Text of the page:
SAN FRANCISCO (Legal Newsline) – A California judge has ruled on the Oman v. Delta case and has held that an out-of-state employee who has limited attendance in California is not obligated by the state to be in compliance with California wage and hour laws.

Four flight attendants filed a class-action lawsuit against their employer, Delta Airlines, claiming because they frequently are stationed in California that the California Labor Code governs their scheduled work for that pay period and they deserve the benefits that come with that. In response to the claim, Delta filed a pre-certification summary judgment motion, which challenged the applicability of Section 226 and Section 204; both laws requiring wage statements and timing of pay.

Judge William Orrich eventually ruled in Delta’s favor, stating that since the flight attendants worked minimal hours in California, they were not eligible for California wage and hour laws. Orrich also noted that Delta is headquartered outside of California, which further negates the flight attendants’ argument.

“It would have sown a lot of confusion [if plaintiffs had won],” Chantelle C. Egan, associate at Seyfarth Shaw in San Francisco, told Legal Newsline. “Plaintiffs argued that anytime a flight attendant flew in or out of a California airport, California wage and hour laws applied, even if the flight attendant was a non-California resident whose work was primarily out-of-state.”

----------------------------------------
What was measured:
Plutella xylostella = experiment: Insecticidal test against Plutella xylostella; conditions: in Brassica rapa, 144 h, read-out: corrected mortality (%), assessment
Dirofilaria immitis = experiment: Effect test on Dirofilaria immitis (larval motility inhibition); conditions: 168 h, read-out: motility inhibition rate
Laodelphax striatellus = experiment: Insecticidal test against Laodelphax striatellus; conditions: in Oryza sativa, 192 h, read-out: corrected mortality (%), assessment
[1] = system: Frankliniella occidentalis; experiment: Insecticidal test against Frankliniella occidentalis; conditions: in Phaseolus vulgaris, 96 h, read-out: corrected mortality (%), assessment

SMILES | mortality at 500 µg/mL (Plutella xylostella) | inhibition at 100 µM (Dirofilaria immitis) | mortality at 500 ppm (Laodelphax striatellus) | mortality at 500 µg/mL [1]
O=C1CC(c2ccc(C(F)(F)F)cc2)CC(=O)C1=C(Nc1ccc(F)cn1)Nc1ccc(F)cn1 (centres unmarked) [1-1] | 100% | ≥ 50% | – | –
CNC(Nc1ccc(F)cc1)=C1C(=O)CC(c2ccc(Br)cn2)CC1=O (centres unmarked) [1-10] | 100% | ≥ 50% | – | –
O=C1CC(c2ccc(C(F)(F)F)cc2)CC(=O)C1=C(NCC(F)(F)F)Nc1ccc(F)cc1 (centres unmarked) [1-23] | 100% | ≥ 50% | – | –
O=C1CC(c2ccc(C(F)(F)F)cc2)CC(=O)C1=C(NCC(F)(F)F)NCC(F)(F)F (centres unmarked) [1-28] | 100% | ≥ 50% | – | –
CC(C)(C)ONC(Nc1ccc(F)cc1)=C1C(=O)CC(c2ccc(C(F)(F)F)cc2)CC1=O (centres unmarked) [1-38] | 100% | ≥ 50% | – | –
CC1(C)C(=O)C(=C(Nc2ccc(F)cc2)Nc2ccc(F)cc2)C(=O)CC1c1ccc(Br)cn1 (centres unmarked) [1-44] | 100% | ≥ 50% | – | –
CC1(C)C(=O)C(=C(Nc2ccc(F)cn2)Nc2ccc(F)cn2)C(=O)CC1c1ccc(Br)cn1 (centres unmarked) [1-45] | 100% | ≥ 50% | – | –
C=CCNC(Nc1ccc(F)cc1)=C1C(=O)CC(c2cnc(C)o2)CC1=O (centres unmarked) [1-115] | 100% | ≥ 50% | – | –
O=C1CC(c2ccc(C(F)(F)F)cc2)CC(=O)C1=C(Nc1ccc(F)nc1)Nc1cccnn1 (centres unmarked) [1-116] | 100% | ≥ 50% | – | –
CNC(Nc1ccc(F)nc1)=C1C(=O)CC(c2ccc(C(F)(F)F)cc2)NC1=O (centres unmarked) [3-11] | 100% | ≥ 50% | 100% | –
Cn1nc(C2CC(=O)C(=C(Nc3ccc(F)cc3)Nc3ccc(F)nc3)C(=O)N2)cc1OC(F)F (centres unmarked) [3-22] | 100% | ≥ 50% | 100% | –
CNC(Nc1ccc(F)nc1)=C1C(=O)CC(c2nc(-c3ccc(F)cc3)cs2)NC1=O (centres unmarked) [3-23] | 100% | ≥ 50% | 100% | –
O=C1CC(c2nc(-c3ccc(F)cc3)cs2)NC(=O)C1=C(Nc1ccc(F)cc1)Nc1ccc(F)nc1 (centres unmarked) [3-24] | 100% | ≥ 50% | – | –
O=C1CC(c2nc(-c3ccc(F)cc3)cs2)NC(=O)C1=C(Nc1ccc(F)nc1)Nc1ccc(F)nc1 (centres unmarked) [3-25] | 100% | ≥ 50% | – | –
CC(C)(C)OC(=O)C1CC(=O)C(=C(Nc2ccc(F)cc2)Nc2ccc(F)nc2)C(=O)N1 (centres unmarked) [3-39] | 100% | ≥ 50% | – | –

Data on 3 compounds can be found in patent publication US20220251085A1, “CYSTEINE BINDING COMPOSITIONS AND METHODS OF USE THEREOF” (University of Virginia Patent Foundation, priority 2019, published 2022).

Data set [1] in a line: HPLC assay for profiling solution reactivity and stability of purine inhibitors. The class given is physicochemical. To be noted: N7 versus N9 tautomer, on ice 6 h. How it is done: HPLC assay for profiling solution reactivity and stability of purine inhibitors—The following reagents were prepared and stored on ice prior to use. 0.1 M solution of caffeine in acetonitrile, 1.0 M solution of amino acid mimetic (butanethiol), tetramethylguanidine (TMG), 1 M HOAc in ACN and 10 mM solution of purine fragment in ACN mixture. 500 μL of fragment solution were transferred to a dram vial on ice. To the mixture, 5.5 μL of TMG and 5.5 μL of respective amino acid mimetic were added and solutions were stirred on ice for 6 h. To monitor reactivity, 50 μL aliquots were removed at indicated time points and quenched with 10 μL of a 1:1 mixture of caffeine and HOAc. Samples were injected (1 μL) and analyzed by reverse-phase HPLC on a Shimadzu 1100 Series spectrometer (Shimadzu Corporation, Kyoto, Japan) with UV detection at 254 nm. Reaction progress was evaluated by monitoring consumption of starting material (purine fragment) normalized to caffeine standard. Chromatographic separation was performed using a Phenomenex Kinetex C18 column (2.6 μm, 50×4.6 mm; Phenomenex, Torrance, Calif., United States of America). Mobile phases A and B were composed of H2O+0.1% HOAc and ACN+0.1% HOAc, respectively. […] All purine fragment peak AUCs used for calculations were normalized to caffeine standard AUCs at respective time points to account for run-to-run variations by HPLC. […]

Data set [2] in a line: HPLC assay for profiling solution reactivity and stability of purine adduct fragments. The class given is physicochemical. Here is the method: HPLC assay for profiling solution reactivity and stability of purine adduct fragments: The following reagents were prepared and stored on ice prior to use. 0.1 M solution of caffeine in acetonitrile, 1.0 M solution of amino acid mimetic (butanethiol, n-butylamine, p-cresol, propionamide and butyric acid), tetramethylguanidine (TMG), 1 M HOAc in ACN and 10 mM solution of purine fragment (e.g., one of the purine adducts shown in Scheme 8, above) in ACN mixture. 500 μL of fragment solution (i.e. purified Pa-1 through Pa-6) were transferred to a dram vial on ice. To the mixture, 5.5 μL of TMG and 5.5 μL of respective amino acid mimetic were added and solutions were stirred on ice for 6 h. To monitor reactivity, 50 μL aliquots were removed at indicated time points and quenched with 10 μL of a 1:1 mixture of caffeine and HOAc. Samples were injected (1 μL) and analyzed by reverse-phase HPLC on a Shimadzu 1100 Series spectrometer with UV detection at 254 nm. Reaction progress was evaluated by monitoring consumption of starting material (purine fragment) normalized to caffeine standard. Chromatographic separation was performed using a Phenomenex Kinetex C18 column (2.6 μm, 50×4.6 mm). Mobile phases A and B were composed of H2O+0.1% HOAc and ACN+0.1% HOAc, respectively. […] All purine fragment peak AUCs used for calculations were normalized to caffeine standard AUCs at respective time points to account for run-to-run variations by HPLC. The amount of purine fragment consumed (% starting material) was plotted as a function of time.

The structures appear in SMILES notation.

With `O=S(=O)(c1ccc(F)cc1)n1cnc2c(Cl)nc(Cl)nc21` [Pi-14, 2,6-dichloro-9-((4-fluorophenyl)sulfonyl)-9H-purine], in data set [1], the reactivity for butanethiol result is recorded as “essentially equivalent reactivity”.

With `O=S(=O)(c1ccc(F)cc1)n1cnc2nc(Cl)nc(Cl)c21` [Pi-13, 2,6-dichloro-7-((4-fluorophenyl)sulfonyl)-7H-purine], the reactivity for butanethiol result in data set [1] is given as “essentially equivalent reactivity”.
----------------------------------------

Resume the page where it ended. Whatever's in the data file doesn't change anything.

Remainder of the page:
Egan said that If an airline had to comply with California wage and hour laws every time an out-of-state employee merely touches land in California, it would create chaos. Changes would have to be made to employee wages and work schedules, just for those hours worked in California.

But, according to Egan, the presiding judge also stated that other factors, including employer’s place of business, nature of the travel and/or presence in California, could implicate California wage and hour laws in some other cases.

“The analysis for whether California wage and hour laws apply to employees who work both in and out of California is a multi-factor test that relies heavily on the specific facts of each case,” Egan said. “Here, the airline is not headquartered in California, the flight attendants’ working time in California was negligible, and the plaintiffs argued that the flight attendants’ residence was inconsequential.”

Not too long before the ruling in Oman v. Delta, Northern District Judge Jon S. Tigar ruled that California wage and hour protections did apply to a case involving several flight attendants who consisted of actual California residents who often only worked in California airports. That undisclosed airline is headquartered in California. In another case, the outcome was very similar to Oman vs. Delta.

“In Ward v. United Airlines Inc., District Judge William Alsup ruled that the California wage statement statute (Labor Code section 226) does not apply to pilots who, though California residents, work primarily out of state,” Egan said.

Egan believes the case was rightfully decided. Seyfarth Shaw LLP does not know what the plaintiffs’ plans are regarding any appeal.

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